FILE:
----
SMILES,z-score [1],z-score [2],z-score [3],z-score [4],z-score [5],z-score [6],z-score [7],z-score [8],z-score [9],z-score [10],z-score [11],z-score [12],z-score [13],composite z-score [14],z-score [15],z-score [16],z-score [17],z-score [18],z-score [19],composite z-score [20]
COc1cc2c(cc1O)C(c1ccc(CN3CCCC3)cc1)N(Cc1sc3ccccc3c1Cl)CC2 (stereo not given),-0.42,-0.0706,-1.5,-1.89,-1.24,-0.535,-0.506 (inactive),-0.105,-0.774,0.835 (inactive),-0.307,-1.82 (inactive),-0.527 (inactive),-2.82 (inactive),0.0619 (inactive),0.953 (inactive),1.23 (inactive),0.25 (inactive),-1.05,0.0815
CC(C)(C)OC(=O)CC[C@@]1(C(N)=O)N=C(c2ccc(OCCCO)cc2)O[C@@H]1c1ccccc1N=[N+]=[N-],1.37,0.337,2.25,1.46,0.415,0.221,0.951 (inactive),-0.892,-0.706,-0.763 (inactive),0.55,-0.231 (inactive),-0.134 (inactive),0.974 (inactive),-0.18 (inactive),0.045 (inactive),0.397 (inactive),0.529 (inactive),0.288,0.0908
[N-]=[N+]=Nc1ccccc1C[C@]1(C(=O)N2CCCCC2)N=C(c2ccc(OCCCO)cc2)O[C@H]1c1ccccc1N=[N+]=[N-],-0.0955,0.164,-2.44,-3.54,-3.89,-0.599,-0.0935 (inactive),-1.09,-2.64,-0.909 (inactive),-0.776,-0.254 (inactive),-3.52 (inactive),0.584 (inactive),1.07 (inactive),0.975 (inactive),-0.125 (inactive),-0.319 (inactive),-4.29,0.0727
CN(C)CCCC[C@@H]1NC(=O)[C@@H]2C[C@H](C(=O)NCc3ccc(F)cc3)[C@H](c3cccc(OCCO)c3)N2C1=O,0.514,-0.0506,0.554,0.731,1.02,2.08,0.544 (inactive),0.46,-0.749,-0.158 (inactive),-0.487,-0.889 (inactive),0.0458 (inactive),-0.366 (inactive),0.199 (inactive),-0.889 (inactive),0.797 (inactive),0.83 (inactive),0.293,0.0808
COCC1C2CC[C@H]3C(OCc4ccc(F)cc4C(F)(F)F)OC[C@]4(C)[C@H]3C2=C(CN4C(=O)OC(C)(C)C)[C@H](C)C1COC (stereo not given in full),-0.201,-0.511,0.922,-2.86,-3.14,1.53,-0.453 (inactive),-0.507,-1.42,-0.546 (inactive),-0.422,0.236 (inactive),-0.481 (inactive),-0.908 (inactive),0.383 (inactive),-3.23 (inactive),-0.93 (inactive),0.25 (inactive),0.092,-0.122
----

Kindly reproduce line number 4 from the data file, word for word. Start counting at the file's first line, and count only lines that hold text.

[N-]=[N+]=Nc1ccccc1C[C@]1(C(=O)N2CCCCC2)N=C(c2ccc(OCCCO)cc2)O[C@H]1c1ccccc1N=[N+]=[N-],-0.0955,0.164,-2.44,-3.54,-3.89,-0.599,-0.0935 (inactive),-1.09,-2.64,-0.909 (inactive),-0.776,-0.254 (inactive),-3.52 (inactive),0.584 (inactive),1.07 (inactive),0.975 (inactive),-0.125 (inactive),-0.319 (inactive),-4.29,0.0727